According to Yang, Asian-American enrollment in Harvard has increased significantly to 28% of the most recently admitted class even though they make up only 7% of the overall American population.
Experts voiced concern about the possible elimination of affirmative action.
Eliminating Consideration of Race
“Eliminating the consideration of race will have quite an impact,” said Michaele Turnage-Young, Senior Counsel Legal Defense Fund. “At Harvard, experts expect the number of Black, LatinX, Native American, Hawaiian and Pacific Islander students to be reduced by nearly 50% or nearly 1000 students over the course of 4 years. Most of these students will be replaced by white students and not Asian American students,” she said.
Twenty five Harvard student and alumni organizations, represented by the Legal Defense Fund (LDF), filed an amicus brief asking the Court to uphold over 40 years of precedent, holding that it is legally permissible to consider race as one of many factors in admissions to higher education.
South Asian support for diversity in higher education came from Shruthi Kumar and Ali Makani, Co-Presidents, Harvard South Asian Association, who recognized its importance in cultivating an environment that helps produce thoughtful and conscious citizens and leaders. Though the admissions system has its flaws, they unequivocally condemned efforts by SFFA to undo or limit affirmative action on campus.
Diversity in Higher Education
“Race-conscious admissions has the unique advantage of creating a diverse campus experience that recognizes intellect beyond the traditional metrics of grade point averages and standardized test scores,” they said.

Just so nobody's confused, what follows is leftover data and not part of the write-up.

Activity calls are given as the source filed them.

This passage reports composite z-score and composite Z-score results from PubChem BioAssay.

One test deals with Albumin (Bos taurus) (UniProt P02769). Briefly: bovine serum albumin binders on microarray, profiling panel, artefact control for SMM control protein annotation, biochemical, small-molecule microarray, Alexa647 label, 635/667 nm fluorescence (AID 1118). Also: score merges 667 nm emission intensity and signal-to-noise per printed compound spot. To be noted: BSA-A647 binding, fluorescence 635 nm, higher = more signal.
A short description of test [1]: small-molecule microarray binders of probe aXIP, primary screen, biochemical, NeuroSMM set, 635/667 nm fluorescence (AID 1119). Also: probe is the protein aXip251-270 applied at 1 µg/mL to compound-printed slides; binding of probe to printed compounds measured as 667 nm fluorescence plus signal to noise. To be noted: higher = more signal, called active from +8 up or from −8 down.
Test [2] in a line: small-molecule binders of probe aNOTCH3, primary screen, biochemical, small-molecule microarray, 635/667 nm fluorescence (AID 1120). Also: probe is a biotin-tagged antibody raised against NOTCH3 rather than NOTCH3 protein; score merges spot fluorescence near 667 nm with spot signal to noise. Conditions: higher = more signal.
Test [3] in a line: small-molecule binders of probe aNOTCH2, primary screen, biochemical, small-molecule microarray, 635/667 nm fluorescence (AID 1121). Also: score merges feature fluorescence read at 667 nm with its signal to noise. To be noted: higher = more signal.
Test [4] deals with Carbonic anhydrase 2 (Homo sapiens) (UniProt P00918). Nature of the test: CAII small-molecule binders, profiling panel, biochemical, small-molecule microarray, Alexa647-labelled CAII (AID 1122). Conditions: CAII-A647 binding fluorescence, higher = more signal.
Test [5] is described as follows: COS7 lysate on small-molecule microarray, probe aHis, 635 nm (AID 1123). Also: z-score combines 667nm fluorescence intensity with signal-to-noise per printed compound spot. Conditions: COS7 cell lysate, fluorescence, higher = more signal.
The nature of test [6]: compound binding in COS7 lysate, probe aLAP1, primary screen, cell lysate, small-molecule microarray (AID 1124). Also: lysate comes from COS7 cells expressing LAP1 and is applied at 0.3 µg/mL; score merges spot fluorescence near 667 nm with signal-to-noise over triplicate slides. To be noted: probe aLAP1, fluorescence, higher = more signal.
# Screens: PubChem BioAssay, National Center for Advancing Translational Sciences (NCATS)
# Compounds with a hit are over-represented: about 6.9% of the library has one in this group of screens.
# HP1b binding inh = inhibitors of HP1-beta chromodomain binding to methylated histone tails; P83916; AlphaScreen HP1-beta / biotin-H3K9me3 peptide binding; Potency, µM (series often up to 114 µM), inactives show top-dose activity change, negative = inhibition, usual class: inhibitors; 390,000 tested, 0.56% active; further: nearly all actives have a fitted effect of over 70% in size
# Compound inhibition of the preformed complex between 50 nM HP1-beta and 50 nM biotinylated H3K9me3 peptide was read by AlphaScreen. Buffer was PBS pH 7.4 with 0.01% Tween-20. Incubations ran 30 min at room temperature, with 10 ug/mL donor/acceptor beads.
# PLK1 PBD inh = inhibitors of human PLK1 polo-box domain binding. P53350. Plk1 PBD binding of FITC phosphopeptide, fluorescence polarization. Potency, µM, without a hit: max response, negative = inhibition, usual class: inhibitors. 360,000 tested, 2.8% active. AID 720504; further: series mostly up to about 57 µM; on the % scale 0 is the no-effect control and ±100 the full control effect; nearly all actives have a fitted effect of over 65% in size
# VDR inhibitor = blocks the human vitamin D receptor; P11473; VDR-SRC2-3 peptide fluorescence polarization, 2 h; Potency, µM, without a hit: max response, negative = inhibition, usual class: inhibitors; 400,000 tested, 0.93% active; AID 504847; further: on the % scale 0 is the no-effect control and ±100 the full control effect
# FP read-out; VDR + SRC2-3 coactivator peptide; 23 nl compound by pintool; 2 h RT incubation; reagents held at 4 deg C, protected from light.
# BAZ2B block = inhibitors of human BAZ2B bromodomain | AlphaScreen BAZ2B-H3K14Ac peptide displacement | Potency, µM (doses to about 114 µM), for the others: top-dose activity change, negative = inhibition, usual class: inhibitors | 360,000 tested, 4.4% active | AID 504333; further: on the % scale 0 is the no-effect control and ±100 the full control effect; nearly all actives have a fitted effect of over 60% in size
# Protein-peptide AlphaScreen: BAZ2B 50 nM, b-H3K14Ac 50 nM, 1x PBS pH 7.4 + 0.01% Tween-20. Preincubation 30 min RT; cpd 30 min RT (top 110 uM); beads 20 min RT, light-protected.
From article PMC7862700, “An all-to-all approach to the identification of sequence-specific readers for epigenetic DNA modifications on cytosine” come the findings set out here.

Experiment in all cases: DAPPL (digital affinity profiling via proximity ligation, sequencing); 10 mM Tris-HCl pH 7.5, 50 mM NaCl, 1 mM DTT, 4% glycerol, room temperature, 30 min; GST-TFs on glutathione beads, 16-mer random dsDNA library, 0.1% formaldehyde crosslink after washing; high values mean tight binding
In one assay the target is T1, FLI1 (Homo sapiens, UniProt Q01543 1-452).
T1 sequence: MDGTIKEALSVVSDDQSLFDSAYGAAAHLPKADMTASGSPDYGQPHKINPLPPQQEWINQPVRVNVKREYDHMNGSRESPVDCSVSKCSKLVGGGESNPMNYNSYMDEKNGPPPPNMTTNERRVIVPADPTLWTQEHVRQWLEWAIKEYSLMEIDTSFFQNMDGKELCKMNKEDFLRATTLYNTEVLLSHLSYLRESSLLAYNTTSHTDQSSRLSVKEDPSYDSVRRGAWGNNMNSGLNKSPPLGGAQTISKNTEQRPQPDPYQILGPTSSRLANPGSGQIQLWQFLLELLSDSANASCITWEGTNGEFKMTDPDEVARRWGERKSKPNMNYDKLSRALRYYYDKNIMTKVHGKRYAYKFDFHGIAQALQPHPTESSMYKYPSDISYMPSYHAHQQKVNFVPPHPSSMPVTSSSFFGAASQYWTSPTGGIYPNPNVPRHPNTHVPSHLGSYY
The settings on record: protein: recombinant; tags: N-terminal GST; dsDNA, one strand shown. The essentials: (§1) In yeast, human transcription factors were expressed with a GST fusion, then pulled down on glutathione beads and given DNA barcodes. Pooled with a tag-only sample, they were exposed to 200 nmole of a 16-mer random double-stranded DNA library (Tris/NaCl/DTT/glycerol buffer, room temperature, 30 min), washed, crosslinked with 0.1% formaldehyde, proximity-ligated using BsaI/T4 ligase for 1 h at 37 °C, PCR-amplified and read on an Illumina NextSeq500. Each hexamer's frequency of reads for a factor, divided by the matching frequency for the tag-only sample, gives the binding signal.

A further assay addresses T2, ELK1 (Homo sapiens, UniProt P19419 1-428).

Kumar and Makani hoped the Supreme Court would uphold precedent and continue to deem race-conscious admissions to be legal. They said that SFFA’s case against Harvard risked the wellbeing and representation of students of color, and cautioned that, if successful, the outcome “would rob many college campuses of diverse and valuable contributions to scholarship, research, and innovation.”
According to a study, said Turnage-Young, Asian American and While applicants’ chances of admission would increase by only one percentage point even if Harvard removed every single Black and LatinoX applicant from its applicant pool. In 2020-21, Black students formed 13.3% of US high school graduates but just 5.63 % of students enrolled in large selective public colleges. In fact, a petitioner in the Harvard case admitted in an early court filing that the admission of black and Latinx students cannot explain the alleged discrimination against Asian American applicants.
Being Race Blind is not the Answer
“There simply aren’t enough black applicants and Latinx applicants to make much of a difference in anyone’s chances.,” said Turnage-Young.
Judge Allison Burroughs had ruled earlier that the school’s race-conscious application process does not unduly burden Asian Americans, as a lawsuit alleged, and allows it “to achieve a level of robust diversity that would not otherwise be possible, at least at this time.”
“You can’t address racism by being race blind,” said Chen.